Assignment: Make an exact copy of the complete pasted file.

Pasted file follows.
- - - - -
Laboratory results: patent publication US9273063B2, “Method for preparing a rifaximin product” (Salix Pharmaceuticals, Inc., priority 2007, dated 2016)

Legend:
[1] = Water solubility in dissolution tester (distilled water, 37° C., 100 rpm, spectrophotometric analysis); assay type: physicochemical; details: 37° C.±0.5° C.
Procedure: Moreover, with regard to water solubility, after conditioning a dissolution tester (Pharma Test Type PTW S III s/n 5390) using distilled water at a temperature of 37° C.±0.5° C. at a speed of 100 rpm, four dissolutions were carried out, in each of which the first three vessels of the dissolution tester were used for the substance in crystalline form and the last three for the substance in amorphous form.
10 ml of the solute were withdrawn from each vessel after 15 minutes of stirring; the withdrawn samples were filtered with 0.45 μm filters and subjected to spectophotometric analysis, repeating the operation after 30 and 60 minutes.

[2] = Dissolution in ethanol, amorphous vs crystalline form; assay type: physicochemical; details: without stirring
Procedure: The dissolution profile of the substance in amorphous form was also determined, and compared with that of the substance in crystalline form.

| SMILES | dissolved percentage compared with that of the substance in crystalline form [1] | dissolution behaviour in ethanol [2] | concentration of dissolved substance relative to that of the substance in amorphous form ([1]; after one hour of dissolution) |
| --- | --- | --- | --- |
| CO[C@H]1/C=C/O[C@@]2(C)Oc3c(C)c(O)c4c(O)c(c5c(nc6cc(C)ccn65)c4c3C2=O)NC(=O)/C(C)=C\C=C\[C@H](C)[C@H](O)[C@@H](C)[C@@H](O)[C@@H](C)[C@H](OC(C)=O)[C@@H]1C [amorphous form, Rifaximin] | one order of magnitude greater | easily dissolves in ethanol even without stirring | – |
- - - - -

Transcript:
Laboratory results: patent publication US9273063B2, “Method for preparing a rifaximin product” (Salix Pharmaceuticals, Inc., priority 2007, dated 2016)

Legend:
[1] = Water solubility in dissolution tester (distilled water, 37° C., 100 rpm, spectrophotometric analysis); assay type: physicochemical; details: 37° C.±0.5° C.
Procedure: Moreover, with regard to water solubility, after conditioning a dissolution tester (Pharma Test Type PTW S III s/n 5390) using distilled water at a temperature of 37° C.±0.5° C. at a speed of 100 rpm, four dissolutions were carried out, in each of which the first three vessels of the dissolution tester were used for the substance in crystalline form and the last three for the substance in amorphous form.
10 ml of the solute were withdrawn from each vessel after 15 minutes of stirring; the withdrawn samples were filtered with 0.45 μm filters and subjected to spectophotometric analysis, repeating the operation after 30 and 60 minutes.

[2] = Dissolution in ethanol, amorphous vs crystalline form; assay type: physicochemical; details: without stirring
Procedure: The dissolution profile of the substance in amorphous form was also determined, and compared with that of the substance in crystalline form.

| SMILES | dissolved percentage compared with that of the substance in crystalline form [1] | dissolution behaviour in ethanol [2] | concentration of dissolved substance relative to that of the substance in amorphous form ([1]; after one hour of dissolution) |
| --- | --- | --- | --- |
| CO[C@H]1/C=C/O[C@@]2(C)Oc3c(C)c(O)c4c(O)c(c5c(nc6cc(C)ccn65)c4c3C2=O)NC(=O)/C(C)=C\C=C\[C@H](C)[C@H](O)[C@@H](C)[C@@H](O)[C@@H](C)[C@H](OC(C)=O)[C@@H]1C [amorphous form, Rifaximin] | one order of magnitude greater | easily dissolves in ethanol even without stirring | – |